New England First Amendment Awards

NEFAC honors each year individuals who have promoted and defended the First Amendment throughout New England. During its annual luncheon, the coalition presents the Stephen Hamblett Award, the FOI Award and the Antonia Orfield Citizenship Award.

2016 | 2015 | 2014 | 2013 | 2012 | 2011

Stephen Hamblett First Amendment Award | About Stephen Hamblett

His first newspaper job was as a summer reporter at his 165_stephen-hamblett-thumbhometown paper, the Nashua Telegraph. It must have been a rewarding experience because soon after he graduated from Harvard, he signed on at The Providence Journal. That was 1957, and Stephen Hamblett never looked back. Steve rose from advertising department clerk to publisher in a career fueled by qualities for which he became famous — quick wit, dedication to excellence, warmth, good humor, passion for his community and deep-seated belief in the wonder of newspapers. During his leadership, The Providence Journal prospered financially and journalistically, the two most fundamental measures of a newspaper’s success. The Journal’s strong financial health drew the attention of the Belo Corporation, which acquired The Providence Journal Co. in 1997. [More]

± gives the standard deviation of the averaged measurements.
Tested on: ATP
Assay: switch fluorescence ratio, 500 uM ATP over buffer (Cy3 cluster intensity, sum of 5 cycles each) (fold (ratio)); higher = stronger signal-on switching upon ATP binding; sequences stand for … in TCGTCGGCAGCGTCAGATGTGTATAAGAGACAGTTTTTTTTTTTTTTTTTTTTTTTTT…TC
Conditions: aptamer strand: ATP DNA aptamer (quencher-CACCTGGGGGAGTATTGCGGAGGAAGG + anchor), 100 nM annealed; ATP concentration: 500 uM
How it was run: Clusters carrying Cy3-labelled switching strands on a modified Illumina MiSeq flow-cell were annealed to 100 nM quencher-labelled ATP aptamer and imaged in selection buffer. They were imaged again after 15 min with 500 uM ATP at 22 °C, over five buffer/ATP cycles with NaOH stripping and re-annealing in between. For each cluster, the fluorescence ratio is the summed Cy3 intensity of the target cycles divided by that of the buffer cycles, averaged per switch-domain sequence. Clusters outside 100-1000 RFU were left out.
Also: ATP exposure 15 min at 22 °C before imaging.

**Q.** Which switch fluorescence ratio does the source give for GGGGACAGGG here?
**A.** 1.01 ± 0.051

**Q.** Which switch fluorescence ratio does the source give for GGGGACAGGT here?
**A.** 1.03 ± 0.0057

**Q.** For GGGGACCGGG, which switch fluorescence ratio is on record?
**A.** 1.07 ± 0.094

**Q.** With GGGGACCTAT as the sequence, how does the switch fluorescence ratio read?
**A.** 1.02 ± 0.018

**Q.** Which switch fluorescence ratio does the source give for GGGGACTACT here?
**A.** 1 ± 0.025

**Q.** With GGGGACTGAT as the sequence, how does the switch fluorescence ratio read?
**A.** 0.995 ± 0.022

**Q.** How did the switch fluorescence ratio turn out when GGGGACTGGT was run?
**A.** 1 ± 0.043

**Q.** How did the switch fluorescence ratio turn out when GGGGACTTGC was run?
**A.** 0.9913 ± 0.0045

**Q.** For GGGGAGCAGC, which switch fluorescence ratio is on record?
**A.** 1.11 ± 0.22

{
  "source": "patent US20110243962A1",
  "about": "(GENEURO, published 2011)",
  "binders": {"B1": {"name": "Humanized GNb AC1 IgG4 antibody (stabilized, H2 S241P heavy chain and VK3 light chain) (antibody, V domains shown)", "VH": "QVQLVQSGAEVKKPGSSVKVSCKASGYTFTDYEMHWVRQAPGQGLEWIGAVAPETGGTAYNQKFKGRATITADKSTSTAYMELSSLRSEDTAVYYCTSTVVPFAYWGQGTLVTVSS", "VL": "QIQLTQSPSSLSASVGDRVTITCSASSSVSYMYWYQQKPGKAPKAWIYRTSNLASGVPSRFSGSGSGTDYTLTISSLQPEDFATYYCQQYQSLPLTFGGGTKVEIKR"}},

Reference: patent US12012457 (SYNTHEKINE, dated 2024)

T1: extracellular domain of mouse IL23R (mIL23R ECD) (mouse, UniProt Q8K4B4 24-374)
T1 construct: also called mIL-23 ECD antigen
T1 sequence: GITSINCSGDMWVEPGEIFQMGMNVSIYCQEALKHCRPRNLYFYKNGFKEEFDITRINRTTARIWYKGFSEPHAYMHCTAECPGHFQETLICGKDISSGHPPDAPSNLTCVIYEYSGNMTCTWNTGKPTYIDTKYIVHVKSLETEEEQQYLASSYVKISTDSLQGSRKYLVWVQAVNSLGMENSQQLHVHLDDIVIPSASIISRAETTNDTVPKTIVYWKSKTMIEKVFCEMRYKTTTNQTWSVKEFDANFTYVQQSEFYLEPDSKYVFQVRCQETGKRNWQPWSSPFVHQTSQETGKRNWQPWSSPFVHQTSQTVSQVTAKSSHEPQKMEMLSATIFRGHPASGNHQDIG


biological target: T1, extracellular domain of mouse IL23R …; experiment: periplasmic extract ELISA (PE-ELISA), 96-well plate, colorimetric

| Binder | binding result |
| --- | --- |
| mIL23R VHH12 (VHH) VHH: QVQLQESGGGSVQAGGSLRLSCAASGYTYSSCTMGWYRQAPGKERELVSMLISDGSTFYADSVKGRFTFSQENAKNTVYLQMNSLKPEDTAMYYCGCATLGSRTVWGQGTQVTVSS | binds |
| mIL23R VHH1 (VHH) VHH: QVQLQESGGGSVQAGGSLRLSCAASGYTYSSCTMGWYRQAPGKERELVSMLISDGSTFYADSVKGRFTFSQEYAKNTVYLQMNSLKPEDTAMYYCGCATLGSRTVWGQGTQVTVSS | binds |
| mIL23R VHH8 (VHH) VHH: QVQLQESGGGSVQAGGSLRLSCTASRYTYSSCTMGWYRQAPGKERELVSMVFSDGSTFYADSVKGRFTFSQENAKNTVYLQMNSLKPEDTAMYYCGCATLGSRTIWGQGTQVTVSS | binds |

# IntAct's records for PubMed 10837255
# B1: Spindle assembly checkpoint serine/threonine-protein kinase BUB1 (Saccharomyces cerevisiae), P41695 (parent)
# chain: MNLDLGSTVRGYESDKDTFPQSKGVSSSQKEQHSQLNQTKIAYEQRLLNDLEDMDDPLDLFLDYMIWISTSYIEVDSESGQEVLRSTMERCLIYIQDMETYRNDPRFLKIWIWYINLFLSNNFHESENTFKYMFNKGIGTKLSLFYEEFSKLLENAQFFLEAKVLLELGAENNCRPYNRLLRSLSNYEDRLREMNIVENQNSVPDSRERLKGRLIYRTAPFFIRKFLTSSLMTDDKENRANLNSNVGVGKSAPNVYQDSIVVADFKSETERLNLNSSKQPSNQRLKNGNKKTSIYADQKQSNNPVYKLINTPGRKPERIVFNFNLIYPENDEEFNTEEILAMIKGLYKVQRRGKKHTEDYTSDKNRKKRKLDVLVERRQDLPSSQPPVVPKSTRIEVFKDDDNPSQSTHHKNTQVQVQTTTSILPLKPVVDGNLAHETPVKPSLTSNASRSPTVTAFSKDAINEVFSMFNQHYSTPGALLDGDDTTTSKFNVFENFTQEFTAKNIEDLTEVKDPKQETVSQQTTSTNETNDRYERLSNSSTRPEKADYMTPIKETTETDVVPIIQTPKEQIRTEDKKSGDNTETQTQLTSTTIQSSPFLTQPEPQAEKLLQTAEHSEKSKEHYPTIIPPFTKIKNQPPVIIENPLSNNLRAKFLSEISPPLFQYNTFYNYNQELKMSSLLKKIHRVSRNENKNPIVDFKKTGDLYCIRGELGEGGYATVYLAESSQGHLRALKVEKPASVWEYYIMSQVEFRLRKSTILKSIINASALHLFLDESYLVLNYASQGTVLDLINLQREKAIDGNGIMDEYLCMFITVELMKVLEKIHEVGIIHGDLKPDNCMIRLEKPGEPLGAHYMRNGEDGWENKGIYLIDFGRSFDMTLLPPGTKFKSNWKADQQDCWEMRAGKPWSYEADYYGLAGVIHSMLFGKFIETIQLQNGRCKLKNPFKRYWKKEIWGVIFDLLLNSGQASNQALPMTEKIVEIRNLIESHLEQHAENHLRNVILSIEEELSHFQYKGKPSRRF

Antonia Orfield Citizenship Award | About Antonia Orfield

ToniAntonia Orfield was an author, mother, optometrist, clinical professor and active citizen. She worked to improve the schools in the communities she lived in, serving on one of the first elected local school councils in Chicago. She also sought to advance her profession and improve the lives of her patients through the use and teaching of therapeutic non-surgical methods of vision therapy. As a researcher, she knew the importance of access to data to analyze, draw conclusions and challenge existing assumptions of screening and treatment protocols. Dr. Orfield operated a vision clinic in Mather Elementary School in Dorchester, Mass., which documented the improvement of children’s grades and test scores with unconventional vision-related remedies to learning problems. The findings were published in several articles and in Eyes for Learning, her 2007 book.